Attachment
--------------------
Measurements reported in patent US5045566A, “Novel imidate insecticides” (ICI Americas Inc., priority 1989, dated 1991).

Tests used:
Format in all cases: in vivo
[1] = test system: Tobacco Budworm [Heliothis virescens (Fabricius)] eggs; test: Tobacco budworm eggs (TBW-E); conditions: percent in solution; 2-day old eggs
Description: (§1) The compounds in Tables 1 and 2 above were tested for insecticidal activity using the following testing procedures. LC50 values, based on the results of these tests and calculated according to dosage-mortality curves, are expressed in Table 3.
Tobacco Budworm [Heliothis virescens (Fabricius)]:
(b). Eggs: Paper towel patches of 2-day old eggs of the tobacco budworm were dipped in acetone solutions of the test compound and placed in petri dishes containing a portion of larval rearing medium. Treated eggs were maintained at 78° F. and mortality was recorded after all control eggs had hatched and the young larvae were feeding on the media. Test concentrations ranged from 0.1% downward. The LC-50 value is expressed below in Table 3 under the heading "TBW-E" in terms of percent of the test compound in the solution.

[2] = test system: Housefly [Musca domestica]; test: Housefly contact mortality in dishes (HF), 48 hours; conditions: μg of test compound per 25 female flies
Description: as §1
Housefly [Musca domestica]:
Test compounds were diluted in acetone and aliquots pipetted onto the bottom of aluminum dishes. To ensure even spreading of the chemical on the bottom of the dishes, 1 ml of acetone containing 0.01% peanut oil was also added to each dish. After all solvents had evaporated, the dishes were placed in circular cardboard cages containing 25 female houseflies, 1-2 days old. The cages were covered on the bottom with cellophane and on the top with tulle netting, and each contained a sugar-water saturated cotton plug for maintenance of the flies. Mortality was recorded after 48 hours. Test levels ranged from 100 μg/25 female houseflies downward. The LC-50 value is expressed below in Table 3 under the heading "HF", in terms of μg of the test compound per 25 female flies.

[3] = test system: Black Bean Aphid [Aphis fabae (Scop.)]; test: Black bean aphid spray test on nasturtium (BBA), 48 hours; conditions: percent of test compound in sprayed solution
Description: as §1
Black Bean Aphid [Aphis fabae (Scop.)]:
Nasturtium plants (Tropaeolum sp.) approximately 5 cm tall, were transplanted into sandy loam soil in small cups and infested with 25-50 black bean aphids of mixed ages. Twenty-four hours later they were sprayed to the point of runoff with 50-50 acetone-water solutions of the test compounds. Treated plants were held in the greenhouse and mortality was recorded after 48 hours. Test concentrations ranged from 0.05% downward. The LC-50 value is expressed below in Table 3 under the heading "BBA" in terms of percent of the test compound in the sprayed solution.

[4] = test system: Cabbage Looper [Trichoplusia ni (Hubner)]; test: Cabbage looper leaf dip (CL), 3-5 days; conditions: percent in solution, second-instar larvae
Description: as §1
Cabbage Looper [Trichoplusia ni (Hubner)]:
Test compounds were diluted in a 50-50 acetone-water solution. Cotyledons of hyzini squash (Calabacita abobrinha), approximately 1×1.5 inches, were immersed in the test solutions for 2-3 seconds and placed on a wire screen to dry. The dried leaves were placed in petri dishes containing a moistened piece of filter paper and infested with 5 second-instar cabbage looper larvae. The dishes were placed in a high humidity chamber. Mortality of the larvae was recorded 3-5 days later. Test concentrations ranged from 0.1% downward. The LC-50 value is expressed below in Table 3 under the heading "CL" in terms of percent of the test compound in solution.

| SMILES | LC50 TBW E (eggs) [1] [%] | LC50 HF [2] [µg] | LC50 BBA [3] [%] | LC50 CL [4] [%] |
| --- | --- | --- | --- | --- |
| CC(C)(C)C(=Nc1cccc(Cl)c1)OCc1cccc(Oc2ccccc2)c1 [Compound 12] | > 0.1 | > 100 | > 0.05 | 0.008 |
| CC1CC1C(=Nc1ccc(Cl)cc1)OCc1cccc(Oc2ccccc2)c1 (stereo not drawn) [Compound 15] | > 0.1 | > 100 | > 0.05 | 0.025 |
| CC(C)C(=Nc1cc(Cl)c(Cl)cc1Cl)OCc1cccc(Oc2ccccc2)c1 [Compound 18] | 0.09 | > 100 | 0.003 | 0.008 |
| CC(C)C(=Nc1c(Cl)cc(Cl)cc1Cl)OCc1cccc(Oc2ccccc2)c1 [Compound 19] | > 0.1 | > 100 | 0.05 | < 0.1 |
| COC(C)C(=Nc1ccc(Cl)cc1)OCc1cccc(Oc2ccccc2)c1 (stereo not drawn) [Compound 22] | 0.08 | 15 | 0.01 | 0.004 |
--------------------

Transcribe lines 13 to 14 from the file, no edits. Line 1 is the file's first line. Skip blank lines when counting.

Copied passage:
Description: as §1
Black Bean Aphid [Aphis fabae (Scop.)]: